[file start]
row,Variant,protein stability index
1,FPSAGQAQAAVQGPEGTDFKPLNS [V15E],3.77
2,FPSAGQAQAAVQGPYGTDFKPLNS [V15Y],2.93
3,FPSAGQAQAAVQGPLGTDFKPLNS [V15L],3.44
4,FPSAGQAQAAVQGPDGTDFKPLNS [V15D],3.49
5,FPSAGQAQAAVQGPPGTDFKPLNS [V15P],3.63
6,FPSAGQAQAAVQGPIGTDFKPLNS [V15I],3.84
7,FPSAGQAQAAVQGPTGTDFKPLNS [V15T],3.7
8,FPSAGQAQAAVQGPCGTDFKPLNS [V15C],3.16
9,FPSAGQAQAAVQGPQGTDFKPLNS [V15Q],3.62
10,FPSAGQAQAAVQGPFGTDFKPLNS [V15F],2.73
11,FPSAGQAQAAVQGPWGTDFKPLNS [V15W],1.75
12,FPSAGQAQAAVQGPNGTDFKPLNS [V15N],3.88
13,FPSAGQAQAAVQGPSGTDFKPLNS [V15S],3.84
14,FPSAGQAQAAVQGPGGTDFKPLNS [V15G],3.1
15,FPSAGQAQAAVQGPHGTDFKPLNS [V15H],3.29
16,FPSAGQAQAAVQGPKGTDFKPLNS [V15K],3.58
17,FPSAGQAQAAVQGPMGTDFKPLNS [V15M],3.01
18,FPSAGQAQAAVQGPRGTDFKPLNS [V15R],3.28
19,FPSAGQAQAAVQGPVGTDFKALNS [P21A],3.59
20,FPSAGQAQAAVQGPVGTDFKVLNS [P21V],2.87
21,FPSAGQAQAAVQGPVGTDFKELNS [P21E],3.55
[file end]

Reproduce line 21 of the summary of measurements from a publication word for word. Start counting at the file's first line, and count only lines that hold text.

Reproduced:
20,FPSAGQAQAAVQGPVGTDFKVLNS [P21V],2.87